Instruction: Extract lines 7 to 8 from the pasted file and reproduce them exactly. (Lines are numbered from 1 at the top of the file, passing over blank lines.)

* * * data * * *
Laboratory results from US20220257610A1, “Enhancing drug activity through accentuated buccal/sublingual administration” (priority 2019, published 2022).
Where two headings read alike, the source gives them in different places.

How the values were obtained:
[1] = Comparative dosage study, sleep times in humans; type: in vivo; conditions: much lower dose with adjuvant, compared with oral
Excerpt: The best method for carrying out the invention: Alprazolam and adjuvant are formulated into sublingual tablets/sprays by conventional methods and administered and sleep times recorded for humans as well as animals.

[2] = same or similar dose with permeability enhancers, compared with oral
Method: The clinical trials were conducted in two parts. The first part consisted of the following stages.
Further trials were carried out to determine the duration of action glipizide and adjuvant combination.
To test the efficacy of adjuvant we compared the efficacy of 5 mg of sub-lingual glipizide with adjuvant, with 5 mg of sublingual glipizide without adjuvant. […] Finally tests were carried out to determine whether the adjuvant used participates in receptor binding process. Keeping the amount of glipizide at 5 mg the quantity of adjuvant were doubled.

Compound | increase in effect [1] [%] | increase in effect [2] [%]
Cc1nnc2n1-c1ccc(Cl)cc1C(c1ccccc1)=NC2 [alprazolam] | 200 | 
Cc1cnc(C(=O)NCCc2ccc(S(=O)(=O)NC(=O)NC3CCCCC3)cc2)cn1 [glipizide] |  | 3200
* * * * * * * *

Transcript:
Method: The clinical trials were conducted in two parts. The first part consisted of the following stages.
Further trials were carried out to determine the duration of action glipizide and adjuvant combination.